:namaste:
The heart of the path is so simple. No need for long explanations. Give up clinging to love and hate, just rest with things as they are. That is all I do in my own practice.

Do not try to become anything. Do not make yourself into anything. Do not be a meditator. Do not become enlightened. When you sit, let it be. When you walk, let it be. Grasp at nothing. Resist nothing.

Of course, there are dozens of meditation techniques to develop samadhi and many kinds of vipassana. But it all comes back to this-just let it all be. Step over here where it is cool, out of the battle.

- Ajahn Chah

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bodom
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Re: Thai forest tradition - Refuge in Awareness

Post by bodom » Thu Mar 03, 2016 1:38 am

Also from Intuitive Awareness:
Awareness is your refuge:
Awareness of the changingness of feelings,
of attitudes, of moods, of material change
and emotional change:
Stay with that, because it’s a refuge that is
indestructible.
It’s not something that changes.
It’s a refuge you can trust in.
This refuge is not something that you create.
It’s not a creation. It’s not an ideal.
It’s very practical and very simple, but
easily overlooked or not noticed.
When you’re mindful,
you're beginning to notice,
it’s like this.
:namaste:
The heart of the path is so simple. No need for long explanations. Give up clinging to love and hate, just rest with things as they are. That is all I do in my own practice.

Do not try to become anything. Do not make yourself into anything. Do not be a meditator. Do not become enlightened. When you sit, let it be. When you walk, let it be. Grasp at nothing. Resist nothing.

Of course, there are dozens of meditation techniques to develop samadhi and many kinds of vipassana. But it all comes back to this-just let it all be. Step over here where it is cool, out of the battle.

- Ajahn Chah

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Goofaholix
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Re: Thai forest tradition - Refuge in Awareness

Post by Goofaholix » Thu Mar 03, 2016 2:12 am

bodom wrote:Ajahn Sumedho from his book Intuitive Awareness :
In terms of this conditioned realm that we perceive, create and hold to, it is a very unstable, uncertain, undependable and changing condition in itself. That’s just the way it is. The Buddha pointed to the instability of conditioned phenomena, to their impermanence. This is not just a philosophy that he was expecting us to go along with. We explore and see the nature of the conditioned realm in just the way we experience it, the physical, the emotional and the mental. But that which is aware of it — your refuge is in this awakened awareness, rather than in trying to find or create a condition that will give us some sense of security. We are not trying to fool ourselves, to create a false sense of security by positive thinking. The refuge is in awakening to reality, because the unconditioned is reality. This awareness, this awakeness is the gate to the unconditioned. When we awaken, that is the unconditioned, the actual awakeness is that. The conditions are whatever they are — strong or weak, pleasant or painful, whatever. -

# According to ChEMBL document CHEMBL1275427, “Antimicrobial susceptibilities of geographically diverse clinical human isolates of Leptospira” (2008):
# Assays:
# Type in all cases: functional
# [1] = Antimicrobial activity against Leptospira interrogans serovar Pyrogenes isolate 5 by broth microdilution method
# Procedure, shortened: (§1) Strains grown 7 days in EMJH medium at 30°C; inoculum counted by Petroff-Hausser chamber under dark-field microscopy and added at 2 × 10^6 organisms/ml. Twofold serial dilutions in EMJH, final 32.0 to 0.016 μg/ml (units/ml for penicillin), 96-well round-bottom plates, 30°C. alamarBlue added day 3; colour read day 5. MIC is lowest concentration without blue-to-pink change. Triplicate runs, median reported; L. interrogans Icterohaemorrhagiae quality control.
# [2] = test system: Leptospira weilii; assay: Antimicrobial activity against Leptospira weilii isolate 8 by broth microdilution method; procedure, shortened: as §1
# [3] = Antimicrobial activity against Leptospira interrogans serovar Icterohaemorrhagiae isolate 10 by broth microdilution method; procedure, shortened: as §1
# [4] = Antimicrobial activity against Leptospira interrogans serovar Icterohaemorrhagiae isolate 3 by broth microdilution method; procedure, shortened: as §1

:namaste:
This is a good example.

You'll notice he doesn't say that awareness is unconditioned, but reality is.

He also says that awareness is the gateway to the unconditioned, which was my point, we condition awareness through meditation etc until eventually awareness gains momentum to the point of being unconditioned, this is Nibbana.
“Peace is within oneself to be found in the same place as agitation and suffering. It is not found in a forest or on a hilltop, nor is it given by a teacher. Where you experience suffering, you can also find freedom from suffering. Trying to run away from suffering is actually to run toward it.” ― Ajahn Chah

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Re: Thai forest tradition - Refuge in Awareness

Post by pegembara » Thu Mar 03, 2016 4:22 am

So when the Buddha pointed to awareness, sati-sampajanna, he was pointing to the reflective capacity. For this I use the phrase 'intuitive awareness.' Although 'intuition' is a common enough word in English, I myself use it to refer to the ability to awaken and be aware, which is a state of reflection. It isn't thought; it's not filling my mind with ideas or views and opinions. It's an ability to receive this present moment, to receive both the physical and mental conditions as they impinge on me through the senses. It is the ability to embrace the moment, which means the embracement of everything. Everything belongs here, whether you like it or not. Whether you want it or don't want it is not the issue. It is the way it is.

Personality is not the problem; the problem is the attachment to it. So you're always going to have a personality, even as an arahant; but an arahant has no identity with it and no attachment. So we have ways of speaking and talking and doing things that might seem very personal or unique or eccentric or whatever.

But that's not a problem. It's the ignorance and attachment that the Buddha was always referring to again and again as the cause of suffering.